Dengue is an infectious viral disease transmitted by two species of mosquitoes, Aedes aegypti and Aedes albopictus.  The disease is classified into four types of virus (DEN1, DEN2, DEN3 and DEN4).  Two main developments of the disease are observed: dengue which causes flu-like syndrome and severe dengue (formerly called hemorrhagic dengue), which can cause fatal complications in children.  Recognized in the 1950s, the number of dengue fever victims has increased 30-fold since the 1960s, with 100 million cases reported each year. 
What are the most affected areas?
The tropics and subtropics of Asia and Latin America are the areas most affected by this problem, with dengue fever being one of the major causes of hospitalization and death. Latin America thus recorded more than 2.35 million cases of dengue in 2013.  The regions in the North are less affected by the virus, but a few cases have nevertheless been recorded in Europe.
Strong globalization and its trade have greatly contributed to the spread of the disease, with Aedes mosquitoes following the transport of goods. Before 1970, 9 countries were affected by severe dengue. This number has increased to more than 100 affected countries.  To see the latest reports on dengue and other diseases around the world, go to the interactive map http://www.healthmap.org/en/.
How is this dangerous?
Mosquitoes of the Aedes aegypti species become carriers of the virus after drawing blood from an infected individual. 2.5 billion people are at risk from the virus due to the global presence of Aedes mosquitoes.  Most people with the infection will not experience any symptoms or they will be weak enough to be mistaken for other illnesses such as the flu or fever. In the case of a patient who is resistant to a weak virus, symptoms often go away after a week.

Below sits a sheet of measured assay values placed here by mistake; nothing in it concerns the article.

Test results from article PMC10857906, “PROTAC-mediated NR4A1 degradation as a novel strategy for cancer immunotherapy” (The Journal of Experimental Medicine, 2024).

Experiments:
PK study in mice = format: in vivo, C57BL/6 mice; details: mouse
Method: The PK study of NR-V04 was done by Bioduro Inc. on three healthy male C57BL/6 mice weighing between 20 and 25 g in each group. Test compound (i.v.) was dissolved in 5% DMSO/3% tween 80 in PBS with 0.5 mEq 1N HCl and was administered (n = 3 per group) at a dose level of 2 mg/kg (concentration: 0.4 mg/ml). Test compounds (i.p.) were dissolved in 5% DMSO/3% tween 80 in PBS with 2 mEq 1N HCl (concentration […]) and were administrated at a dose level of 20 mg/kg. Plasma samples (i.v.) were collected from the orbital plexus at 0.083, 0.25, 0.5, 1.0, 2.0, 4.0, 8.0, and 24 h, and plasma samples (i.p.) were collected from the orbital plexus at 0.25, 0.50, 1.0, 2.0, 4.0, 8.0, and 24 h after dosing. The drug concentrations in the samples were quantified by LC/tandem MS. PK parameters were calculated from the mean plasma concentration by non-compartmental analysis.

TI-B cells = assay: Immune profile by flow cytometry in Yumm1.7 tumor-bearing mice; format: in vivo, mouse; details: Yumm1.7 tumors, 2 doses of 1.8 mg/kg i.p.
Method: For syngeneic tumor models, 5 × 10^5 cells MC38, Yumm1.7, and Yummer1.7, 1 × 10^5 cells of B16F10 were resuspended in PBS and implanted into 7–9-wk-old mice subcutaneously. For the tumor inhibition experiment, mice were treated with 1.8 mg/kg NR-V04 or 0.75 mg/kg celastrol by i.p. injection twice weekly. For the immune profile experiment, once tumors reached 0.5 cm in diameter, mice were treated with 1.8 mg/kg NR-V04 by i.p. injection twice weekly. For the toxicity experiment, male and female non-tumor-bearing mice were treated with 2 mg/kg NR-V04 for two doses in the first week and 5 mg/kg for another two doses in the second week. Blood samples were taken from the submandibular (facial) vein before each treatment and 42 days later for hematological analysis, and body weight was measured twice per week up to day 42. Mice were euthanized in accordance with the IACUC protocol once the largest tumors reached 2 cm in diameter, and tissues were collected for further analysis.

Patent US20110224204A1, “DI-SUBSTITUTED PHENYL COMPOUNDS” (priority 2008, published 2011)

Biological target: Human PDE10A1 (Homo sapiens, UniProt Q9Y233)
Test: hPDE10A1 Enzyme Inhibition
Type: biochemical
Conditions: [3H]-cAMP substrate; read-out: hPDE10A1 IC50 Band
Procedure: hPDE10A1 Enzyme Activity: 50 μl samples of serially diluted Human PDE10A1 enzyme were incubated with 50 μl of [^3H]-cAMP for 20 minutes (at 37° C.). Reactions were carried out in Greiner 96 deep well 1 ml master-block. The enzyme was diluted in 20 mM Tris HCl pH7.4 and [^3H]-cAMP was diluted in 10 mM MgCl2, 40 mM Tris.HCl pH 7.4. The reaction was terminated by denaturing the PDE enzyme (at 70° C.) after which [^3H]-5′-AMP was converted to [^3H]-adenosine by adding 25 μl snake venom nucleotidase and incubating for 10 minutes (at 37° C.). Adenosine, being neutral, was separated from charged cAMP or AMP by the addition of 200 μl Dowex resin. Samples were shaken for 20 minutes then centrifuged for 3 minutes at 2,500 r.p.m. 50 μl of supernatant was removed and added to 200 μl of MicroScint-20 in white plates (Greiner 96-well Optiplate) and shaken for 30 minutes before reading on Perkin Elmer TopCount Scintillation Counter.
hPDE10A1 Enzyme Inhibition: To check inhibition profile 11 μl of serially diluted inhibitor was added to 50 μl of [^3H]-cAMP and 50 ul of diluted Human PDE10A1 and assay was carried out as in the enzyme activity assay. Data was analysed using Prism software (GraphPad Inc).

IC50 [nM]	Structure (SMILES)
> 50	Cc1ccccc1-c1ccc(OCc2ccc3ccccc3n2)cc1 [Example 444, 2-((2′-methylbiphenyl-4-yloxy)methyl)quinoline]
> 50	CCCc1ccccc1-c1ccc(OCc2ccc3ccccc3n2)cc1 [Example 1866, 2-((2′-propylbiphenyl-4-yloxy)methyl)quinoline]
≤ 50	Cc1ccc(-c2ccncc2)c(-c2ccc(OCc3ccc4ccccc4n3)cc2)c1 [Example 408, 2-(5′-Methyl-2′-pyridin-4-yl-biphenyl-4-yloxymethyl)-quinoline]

The most common symptoms of dengue are fever, headache, rash, nausea or vomiting, joint pain and muscle pain.  These symptoms appear 2 to 7 days after transmission and can last two to three weeks. Being similar to the symptoms noted for chikungunya or Zika virus, it is recommended to consult a doctor in order to establish an accurate diagnosis.
The infection can become more dangerous and turn out to be severe dengue. This rarer form of dengue fever presents more intense symptoms with gastrointestinal, skin or brain bleeding, circulatory failure and difficulty breathing. Children are particularly prone to the virus and can go into shock, sometimes causing death.  The first few days when these symptoms appear are the most critical, it is vital to see or go to the emergency room for treatment.
Each year, dengue fever is estimated to cause 24,000 deaths worldwide, making it one of the most dangerous mosquito-borne diseases. This is the reason why many countries in the tropics and subtropics, Asia and Latin America consider dengue to be a major public health problem. 
How to heal?
To date, there is no specific treatment for dengue fever. Symptoms can be relieved by taking pain relievers, under the guise of a doctor's permission. A consultation with your doctor or a medical expert can provide you with a diagnosis as well as appropriate recommendations. Rest and constant hydration are strongly recommended. To avoid spreading the virus to others, infected patients should protect themselves from mosquito bites in the weeks following the onset of dengue symptoms.
Prevention remains the most effective way to fight the disease by avoiding mosquito bites. Stagnant water points should be emptied regularly to prevent mosquito laying. It is important to wear loose clothing that covers the skin as much as possible or to prepare a space protected by a mosquito net. The most effective way is to apply an effective mosquito repellent.
Dengue is an endemic disease in more than 100 countries, mainly in the tropics and subtropics. If you are traveling to one of these affected countries, watch out for mosquitoes and take all your precautions